Figure 1

Long-term oestrogen deprivation (LTED) results in hypersensitivity to exogenous estradiol (E2) coupled with enhanced oestrogen receptor (ER)/oestrogen response elements (ERE) directed basal transcription. (A) LTED and wild type (wt) MCF-7 cells (depleted of E2 for 5 days ) were treated with increasing doses of E2 for 6 days. (B) Basal ER mediated transcription is elevated in the LTED cells compared with the wt MCF-7. Cells were co-transfected with EREIItkLuc and pCH110. After transfection cells were treated with DCC-FBS medium for 24 h. Cells were harvested and luciferase and β-galactosidase activities measured. To correct for differences in transfection efficiency, the luciferase activities were normalised to β-galactosidase activities. (C) The effect of E2 on ER-mediated transcription. Wt and LTED were treated as described above followed by 24 h incubation with DCC-FBS medium containing increasing doses of E2. Normalized luciferase activity was expressed relative to the vehicle treated control. Error bars represent means ± s.e.m.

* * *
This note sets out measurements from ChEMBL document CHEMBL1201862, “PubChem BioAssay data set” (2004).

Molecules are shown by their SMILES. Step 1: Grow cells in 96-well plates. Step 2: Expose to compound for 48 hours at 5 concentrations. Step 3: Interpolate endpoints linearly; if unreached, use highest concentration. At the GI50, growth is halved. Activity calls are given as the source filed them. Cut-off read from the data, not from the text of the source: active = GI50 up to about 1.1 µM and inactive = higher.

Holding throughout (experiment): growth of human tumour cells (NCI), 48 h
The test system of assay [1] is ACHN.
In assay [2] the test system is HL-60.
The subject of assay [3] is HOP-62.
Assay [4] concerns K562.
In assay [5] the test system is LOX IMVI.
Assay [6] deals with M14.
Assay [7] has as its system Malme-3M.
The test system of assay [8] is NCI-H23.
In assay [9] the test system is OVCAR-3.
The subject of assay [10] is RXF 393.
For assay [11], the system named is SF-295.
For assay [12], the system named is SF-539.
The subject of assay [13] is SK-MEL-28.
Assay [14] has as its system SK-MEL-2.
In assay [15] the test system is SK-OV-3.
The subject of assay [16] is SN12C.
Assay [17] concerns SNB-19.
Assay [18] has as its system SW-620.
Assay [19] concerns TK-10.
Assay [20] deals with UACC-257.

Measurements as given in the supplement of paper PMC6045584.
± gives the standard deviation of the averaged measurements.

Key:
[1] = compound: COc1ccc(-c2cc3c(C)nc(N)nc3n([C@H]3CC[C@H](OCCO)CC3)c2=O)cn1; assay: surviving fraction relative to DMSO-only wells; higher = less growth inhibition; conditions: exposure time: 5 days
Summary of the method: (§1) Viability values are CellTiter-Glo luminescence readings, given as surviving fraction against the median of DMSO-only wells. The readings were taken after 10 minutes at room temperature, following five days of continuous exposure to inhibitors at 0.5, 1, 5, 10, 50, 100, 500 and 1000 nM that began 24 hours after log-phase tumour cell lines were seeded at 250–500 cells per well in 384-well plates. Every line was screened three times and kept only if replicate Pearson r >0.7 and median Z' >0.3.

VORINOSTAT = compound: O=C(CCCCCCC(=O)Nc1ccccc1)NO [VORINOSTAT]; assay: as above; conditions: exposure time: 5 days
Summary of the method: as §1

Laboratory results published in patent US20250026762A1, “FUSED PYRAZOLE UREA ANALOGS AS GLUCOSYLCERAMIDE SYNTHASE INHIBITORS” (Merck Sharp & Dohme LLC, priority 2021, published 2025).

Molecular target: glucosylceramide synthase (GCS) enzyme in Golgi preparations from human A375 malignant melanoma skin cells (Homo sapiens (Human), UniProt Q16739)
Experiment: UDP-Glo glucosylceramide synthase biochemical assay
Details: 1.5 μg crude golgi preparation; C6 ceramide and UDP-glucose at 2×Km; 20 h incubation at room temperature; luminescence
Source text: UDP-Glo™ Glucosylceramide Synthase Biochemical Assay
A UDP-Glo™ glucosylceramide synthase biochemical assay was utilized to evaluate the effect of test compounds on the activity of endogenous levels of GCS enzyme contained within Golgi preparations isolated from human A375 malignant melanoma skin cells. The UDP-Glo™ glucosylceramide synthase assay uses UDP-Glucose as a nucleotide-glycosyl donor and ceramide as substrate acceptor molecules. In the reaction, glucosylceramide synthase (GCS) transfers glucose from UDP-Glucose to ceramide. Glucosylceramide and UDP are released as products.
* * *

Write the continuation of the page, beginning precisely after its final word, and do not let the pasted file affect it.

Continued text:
Citation: Endocrine-Related Cancer Endocr Relat Cancer 12, Supplement_1; 10.1677/erc.1.01023

Figure 2
Figure 2

The pure anti-oestrogen ICI 182,780 inhibits LTED cell growth. (A) LTED and wt MCF-7 cells were cultured in the presence of increasing doses of ICI 182,780 alone in the case of LTED cells or in combination with 10−9M E2 for wt MCF7. Cells were incubated for 6 days. Cell number was established using a coulter counter. Data is expressed compared with control. (B) ICI 182,780 inhibits basal ER-mediated transcription in LTED cells compared with wt MCF-7. Wt and LTED cells were transiently co-transfected with EREIItkLuc and pCH110 in serum free medium followed by 24 h incubation with DCC medium containing increasing doses of ICI 182,780. Normalized luciferase activity from triplicate wells was expressed relative to the vehicle treated control. (C) LTED cells were cultured as previously described in the presence of 10−8M ICI 182,780 and increasing doses of E2. Error bars represent means ± s.e.m.